Disclosure: Attenberg is an acquaintance of mine who blurbed my own upcoming book, but even if she were a total stranger, I know I would have enjoyed this memoir. Attenberg, the author of the bestseller The Middlesteins and six other works of fiction, turns to nonfiction for the first time with this autobiography about her dogged commitment to writing. From growing up as an awkward adolescent in suburban Chicago to having a traumatizing experience in college to gallivanting from apartment to apartment in Seattle and Williamsburg, she writes about charting her way through adulthood unconventionally, wedded only to her art. —T.O.

Joan Is Okay by Weike Wang (Random House; Jan. 18)

The author of 2017’s deadpan debut Chemistry returns to bookshelves with this similarly offbeat story of an ICU doctor dealing with the aftermath of her father’s death. Joan is an extremely competent but somewhat antisocial thirtysomething working at a hospital in New York City. When her father dies of a stroke in China, she takes 48 hours off to attend the funeral and then is back to work. But a mandatory wellness break forces Joan to spend time with her mother and brother. Wang’s sense of humor makes this both a page-turner and a poignant reflection on the familial ruptures caused by immigrating. —T.O.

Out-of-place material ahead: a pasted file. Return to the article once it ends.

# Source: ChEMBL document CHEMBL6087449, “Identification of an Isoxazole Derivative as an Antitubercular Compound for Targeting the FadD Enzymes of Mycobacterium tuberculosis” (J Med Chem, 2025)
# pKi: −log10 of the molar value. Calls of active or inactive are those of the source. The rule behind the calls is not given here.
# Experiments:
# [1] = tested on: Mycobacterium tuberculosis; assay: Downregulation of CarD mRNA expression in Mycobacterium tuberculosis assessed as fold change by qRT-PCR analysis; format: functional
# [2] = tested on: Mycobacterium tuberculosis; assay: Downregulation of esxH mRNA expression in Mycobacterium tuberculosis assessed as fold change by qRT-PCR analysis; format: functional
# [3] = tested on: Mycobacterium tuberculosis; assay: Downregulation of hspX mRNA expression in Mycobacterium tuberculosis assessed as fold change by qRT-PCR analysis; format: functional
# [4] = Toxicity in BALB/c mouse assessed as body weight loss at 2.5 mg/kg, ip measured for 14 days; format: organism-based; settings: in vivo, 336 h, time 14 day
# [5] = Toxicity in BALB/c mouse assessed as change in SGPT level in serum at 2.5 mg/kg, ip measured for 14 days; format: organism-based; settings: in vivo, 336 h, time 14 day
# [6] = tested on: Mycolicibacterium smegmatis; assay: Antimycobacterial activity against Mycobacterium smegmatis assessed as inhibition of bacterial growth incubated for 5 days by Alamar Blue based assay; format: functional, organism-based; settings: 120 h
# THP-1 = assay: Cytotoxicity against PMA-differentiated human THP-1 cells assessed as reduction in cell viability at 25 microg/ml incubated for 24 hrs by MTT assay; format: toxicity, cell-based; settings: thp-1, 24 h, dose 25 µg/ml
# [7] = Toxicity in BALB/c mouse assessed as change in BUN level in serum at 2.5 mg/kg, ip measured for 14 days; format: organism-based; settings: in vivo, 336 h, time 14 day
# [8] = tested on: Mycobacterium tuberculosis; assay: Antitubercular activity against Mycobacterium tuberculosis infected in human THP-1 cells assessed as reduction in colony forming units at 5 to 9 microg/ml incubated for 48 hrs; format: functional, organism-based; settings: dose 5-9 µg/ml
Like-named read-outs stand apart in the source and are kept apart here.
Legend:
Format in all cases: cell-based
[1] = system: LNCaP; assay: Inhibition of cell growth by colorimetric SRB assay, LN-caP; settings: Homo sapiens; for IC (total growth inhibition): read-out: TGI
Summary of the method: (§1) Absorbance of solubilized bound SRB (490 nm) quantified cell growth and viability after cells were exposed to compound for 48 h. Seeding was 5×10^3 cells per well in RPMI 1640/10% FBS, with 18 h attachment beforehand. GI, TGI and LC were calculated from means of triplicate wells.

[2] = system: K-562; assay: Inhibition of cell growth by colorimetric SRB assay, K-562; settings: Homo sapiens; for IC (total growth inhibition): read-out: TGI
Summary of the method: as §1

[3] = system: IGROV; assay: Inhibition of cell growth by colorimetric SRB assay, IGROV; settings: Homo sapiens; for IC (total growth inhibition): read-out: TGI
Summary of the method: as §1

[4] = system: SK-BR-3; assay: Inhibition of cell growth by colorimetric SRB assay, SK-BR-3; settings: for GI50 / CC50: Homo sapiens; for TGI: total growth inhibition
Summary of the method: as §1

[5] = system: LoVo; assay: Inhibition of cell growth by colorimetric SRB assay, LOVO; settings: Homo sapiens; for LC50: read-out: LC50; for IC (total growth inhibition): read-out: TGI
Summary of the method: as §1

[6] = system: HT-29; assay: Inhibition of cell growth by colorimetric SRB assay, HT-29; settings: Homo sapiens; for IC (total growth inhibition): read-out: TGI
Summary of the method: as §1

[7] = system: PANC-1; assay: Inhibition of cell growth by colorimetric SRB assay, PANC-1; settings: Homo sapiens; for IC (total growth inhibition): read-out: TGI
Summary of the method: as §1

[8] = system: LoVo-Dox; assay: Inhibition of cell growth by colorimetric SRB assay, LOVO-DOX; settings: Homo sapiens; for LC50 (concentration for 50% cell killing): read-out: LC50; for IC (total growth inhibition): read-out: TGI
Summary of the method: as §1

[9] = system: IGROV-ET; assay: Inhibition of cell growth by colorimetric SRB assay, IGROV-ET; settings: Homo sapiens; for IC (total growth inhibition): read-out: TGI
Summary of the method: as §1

Recitatif by Toni Morrison (Knopf; Feb. 1)

Morrison’s only published short story is reissued here with an illuminating foreword by Zadie Smith. Recitatif centers on two girls of different races, Roberta and Twyla, who are sent to a state shelter. Crucially, though, we are never told who is Black and who is white. Like much of Morrison’s work, this story is a deceptively simple and intricate indictment of the ludicrousness of racism. —T.O.

The Nineties by Chuck Klosterman (Penguin Press; Feb. 8)

The popular pop culture writer tackles a decade that feels like a lifetime ago now, back when the monoculture was alive and well and Seinfeld was the most popular show on television. —T.O.

Please Miss: A Heartbreaking Work of Staggering Penis by Grace Lavery (Seal Press; Feb. 8)

With a singular sense of wryness and ribaldry, Lavery charts the course of her gender transition. —T.O.

Pure Colour by Sheila Heti (Farrar, Straus, and Giroux; Feb. 15)